NEW CASTLE —
MORE THAN MOVIES
On July 6, 1948, Al “Fuzzy” St. John made a personal appearance promoting his latest movie, “Law of the Lash.” The theater was packed beyond belief. They were turning so many cars away.
For his appearance, a stairway was built in the back of the concession stand up to the roof, which was used as the stage. At intermission, he arrived in this beautiful brand new Chrysler “Woodie” Town and Country convertible. He had a pair of six shooters filled with blanks and kept shooting them off. Accompanying him from Hollywood was his band, the “Sunrise Rangers.” The crowd was all gathered around the stage and he and the band performed for a long time, holding the audience spellbound.
On July 21, 1948, the theater held a “Gigantic Display of Fireworks” and again it was packed to capacity.
At some point early on, the name was changed from Outdoor Theatre, Inc. to Super Outdoor Theatres, Inc., owned and operated by James Castelli and his brother Victor Castelli, from Library and Canonsburg, respectively. They also owned and operated Super 71 Drive-In Theatre in Belle Vernon, which opened June 22, 1948. It was a two-screen theater, one accommodating 700 cars and the other 600 cars.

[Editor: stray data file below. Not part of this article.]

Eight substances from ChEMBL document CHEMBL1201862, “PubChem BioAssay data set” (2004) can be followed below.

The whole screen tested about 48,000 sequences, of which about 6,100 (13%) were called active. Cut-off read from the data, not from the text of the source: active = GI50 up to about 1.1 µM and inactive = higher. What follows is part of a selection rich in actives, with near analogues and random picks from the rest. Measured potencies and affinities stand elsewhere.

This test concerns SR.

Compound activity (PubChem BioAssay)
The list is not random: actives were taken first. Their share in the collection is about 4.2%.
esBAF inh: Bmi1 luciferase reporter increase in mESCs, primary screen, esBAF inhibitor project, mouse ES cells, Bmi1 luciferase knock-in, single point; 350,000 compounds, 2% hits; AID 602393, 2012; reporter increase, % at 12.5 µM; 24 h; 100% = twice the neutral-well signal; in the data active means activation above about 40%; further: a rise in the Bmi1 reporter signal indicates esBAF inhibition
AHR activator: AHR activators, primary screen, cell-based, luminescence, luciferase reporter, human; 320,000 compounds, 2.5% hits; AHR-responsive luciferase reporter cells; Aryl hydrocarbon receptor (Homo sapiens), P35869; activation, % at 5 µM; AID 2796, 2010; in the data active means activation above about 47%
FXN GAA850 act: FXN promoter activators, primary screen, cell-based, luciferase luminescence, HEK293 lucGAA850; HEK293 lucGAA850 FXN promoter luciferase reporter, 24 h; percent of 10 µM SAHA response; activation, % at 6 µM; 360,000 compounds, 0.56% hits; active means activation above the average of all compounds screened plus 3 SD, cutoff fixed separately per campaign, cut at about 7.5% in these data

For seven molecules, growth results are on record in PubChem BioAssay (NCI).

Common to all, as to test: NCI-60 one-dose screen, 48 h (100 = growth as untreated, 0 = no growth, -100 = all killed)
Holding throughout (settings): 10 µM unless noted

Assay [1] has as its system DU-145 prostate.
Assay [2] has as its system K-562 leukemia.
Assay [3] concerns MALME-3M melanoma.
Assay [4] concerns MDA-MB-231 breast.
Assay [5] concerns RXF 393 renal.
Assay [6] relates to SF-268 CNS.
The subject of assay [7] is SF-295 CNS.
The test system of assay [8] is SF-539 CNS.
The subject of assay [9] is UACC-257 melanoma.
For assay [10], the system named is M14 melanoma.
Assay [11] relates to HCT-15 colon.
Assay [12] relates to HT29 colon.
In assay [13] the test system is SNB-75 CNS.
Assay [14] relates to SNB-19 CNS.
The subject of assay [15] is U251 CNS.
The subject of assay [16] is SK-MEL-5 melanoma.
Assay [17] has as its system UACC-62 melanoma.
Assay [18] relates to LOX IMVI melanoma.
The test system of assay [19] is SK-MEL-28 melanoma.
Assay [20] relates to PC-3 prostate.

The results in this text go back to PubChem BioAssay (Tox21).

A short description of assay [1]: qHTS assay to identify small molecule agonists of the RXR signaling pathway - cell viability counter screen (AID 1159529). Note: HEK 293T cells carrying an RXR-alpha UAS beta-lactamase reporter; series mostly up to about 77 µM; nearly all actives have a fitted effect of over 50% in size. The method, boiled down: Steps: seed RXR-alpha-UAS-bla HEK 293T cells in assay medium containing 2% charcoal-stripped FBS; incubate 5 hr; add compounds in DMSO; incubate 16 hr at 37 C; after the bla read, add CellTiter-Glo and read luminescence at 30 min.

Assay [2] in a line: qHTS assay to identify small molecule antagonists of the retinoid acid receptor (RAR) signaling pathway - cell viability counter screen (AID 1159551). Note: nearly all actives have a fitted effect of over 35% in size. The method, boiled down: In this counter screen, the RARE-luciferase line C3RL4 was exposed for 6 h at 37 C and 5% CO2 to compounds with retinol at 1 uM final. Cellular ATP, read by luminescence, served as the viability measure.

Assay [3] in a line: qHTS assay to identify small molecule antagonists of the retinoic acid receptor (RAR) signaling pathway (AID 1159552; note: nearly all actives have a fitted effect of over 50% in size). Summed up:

They apparently saw that it wasn’t necessary to continue to hold special events in order to fill the theater. Cars would begin lining up well in advance of the opening time. The line would start in front of the ticket booth and stretch all the way down the berm of the eastbound lane of Route 224, past what is today Advance Auto Parts.
The early days of the theater were not without challenges. Cars would go down Winter Road and enter the theater via a field bordering the back of the theater. Automobile undercarriages were a good bit higher in those days, making it easier than if one were to do it today.
Consequently, at the back border of the theater, a bulldozer scraped the dirt into a mound about 4 feet high so that no cars could enter via this route. That took care of that problem.
However, then there was the problem of entire families walking from Winter Road through the field and into the back of the theater, bringing chairs or wooden boxes to sit on. The owners then surrounded the theater with a cyclone fence, ending that problem.
Next, there was the problem of trunk stuffing. In order to avoid paying, people would stuff one or more persons into the trunk in order to avoid paying the 50 cents. It was like a contest to see who could hold the record for stuffing the most individuals into the trunk. It was a dead give-away when a lone individual would pull up to the ticket booth.
Finally, on Aug. 15, 1948, they implemented the policy of charging “Only $1 per car total admission.”